When Ebanks started the first four games of the season, Barnes remained seated at the far end of the bench, even attempted to check himself in during one game he didn't play and received zero minutes in two of those contests. But he tweeted a congratulatory message to Ebanks on the starting spot and helped him keep his confidence level up.

"I definitely think it's a competitive spirit, but we're all still friends," Barnes said. "We all hang out. It's not a rivalry. When the other is out there, you cheer for them."

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Matt Barnes earns elevated role

Without anyone trailing him in sight, Matt Barnes sprinted for a transition basket. Moments later, he found Kobe Bryant open for an easy jumper. And throughout the rest of the game, Barnes rarely gave much room for Golden State Warriors guard Monta Ellis to operate.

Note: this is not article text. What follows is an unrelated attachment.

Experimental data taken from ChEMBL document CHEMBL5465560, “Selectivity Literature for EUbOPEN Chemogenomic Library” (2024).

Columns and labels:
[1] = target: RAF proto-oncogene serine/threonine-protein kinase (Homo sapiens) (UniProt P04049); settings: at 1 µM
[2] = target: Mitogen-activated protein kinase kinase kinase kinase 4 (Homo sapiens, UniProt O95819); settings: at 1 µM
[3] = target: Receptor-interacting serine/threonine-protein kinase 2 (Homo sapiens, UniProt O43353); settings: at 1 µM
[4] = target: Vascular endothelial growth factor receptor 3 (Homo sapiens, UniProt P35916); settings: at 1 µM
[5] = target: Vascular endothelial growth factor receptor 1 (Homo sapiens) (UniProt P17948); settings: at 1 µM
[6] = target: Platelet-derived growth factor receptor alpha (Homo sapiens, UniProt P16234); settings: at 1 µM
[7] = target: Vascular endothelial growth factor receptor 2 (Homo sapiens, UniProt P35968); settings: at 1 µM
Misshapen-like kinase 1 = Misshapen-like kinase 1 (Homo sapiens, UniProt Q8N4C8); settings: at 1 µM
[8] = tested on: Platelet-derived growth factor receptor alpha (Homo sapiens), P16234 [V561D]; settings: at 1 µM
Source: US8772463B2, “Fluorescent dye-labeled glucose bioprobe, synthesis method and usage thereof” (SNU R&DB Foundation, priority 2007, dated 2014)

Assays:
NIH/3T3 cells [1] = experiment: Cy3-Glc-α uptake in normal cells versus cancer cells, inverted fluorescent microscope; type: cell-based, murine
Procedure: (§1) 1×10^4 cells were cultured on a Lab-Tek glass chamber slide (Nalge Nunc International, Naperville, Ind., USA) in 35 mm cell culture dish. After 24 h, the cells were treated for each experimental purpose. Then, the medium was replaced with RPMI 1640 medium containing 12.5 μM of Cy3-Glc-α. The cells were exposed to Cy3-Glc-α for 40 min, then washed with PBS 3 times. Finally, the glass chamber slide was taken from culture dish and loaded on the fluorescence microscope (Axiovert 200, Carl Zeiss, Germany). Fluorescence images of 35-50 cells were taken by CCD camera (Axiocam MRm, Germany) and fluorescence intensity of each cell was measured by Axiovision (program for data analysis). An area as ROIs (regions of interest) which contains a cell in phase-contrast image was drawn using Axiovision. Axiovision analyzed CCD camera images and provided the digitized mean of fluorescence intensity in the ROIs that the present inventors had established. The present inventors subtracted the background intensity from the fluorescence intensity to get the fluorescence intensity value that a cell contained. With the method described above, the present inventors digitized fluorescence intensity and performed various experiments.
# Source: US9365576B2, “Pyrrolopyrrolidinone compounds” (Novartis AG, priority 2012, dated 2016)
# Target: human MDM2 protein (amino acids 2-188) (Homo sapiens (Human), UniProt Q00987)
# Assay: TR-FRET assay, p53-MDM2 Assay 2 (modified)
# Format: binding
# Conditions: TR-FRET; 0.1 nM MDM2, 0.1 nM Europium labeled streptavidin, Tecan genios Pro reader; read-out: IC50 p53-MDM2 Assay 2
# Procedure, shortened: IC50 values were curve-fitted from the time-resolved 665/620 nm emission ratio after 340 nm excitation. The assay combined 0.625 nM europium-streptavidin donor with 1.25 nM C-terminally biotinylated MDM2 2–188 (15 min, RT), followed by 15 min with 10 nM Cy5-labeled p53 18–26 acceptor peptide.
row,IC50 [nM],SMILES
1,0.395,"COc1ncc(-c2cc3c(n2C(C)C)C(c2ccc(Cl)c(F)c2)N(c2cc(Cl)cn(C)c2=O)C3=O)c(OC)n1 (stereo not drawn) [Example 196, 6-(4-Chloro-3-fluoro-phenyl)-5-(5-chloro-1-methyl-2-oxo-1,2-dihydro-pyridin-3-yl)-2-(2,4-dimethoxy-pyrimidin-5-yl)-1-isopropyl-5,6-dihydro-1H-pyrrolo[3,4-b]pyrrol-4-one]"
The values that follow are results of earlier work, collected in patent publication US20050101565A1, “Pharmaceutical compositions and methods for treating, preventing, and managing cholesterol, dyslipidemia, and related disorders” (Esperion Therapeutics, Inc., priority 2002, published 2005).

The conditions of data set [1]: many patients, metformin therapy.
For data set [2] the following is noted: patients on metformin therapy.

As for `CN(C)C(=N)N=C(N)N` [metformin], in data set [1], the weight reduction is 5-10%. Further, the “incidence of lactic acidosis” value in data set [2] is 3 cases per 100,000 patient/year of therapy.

These plays epitomized what Barnes provided in an elevated role in the Lakers' 97-90 victory Friday against the Golden State Warriors. He posted a season-high 16 points on seven-of-nine shooting, six rebounds, five assists and two steals in 30 minutes. But it didn't come right away. Barnes spent the first four games of the season as the third small forward behind Devin Ebanks and Metta World Peace. He didn't even play in two games. And despite the public professionalism in handling the demotion, Barnes remained understandably frustrated with the lack of playing time.

That all changed against Golden State.